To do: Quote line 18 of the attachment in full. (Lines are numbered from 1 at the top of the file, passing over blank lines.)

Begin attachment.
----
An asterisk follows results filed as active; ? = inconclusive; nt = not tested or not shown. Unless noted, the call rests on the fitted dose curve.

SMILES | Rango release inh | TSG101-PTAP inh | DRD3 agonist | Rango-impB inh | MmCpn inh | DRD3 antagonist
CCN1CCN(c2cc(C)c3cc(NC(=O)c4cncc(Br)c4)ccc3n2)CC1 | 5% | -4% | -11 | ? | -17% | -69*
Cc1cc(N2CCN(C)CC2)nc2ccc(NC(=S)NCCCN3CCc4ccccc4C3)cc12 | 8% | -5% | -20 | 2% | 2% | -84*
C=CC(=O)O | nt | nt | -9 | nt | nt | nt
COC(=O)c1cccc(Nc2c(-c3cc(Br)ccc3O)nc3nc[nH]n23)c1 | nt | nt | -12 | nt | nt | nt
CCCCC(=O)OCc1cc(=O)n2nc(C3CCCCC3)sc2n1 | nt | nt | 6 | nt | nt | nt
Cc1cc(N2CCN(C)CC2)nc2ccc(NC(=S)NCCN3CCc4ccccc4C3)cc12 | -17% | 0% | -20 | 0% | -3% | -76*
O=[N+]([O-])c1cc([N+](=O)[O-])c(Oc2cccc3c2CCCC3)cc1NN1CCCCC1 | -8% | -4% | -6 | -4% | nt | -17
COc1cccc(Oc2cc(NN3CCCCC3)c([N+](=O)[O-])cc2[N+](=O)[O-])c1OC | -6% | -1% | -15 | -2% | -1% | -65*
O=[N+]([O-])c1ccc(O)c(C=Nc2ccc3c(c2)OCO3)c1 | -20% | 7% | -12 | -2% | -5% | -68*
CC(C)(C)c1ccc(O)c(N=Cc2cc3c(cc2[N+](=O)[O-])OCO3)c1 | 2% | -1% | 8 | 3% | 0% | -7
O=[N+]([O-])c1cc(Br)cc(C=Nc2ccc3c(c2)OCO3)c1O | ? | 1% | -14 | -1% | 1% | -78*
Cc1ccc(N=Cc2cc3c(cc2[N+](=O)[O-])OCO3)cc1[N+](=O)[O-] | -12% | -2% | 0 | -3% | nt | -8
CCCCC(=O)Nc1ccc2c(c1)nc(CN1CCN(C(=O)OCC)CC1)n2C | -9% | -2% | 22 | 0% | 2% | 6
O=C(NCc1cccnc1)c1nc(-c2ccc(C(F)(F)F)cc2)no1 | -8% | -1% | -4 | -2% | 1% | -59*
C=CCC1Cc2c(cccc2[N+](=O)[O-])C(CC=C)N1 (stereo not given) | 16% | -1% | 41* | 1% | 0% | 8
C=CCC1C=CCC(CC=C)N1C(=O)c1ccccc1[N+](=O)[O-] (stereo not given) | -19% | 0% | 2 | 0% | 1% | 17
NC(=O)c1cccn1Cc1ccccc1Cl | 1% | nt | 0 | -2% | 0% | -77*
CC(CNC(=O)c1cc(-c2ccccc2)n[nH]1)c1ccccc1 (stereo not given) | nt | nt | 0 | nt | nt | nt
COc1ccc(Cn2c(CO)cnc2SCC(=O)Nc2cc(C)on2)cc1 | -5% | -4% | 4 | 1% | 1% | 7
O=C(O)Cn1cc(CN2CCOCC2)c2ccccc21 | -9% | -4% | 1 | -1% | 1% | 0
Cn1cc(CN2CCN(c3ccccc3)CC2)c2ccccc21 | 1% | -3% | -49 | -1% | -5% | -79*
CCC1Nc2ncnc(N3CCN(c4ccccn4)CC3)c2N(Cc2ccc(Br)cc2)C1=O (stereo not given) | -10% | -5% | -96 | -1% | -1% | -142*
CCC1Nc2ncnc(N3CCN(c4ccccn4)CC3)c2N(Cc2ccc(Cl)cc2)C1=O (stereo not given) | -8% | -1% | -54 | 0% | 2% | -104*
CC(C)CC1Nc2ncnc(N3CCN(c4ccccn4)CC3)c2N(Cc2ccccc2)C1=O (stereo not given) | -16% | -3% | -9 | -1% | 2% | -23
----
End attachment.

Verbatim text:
C=CCC1C=CCC(CC=C)N1C(=O)c1ccccc1[N+](=O)[O-] (stereo not given) | -19% | 0% | 2 | 0% | 1% | 17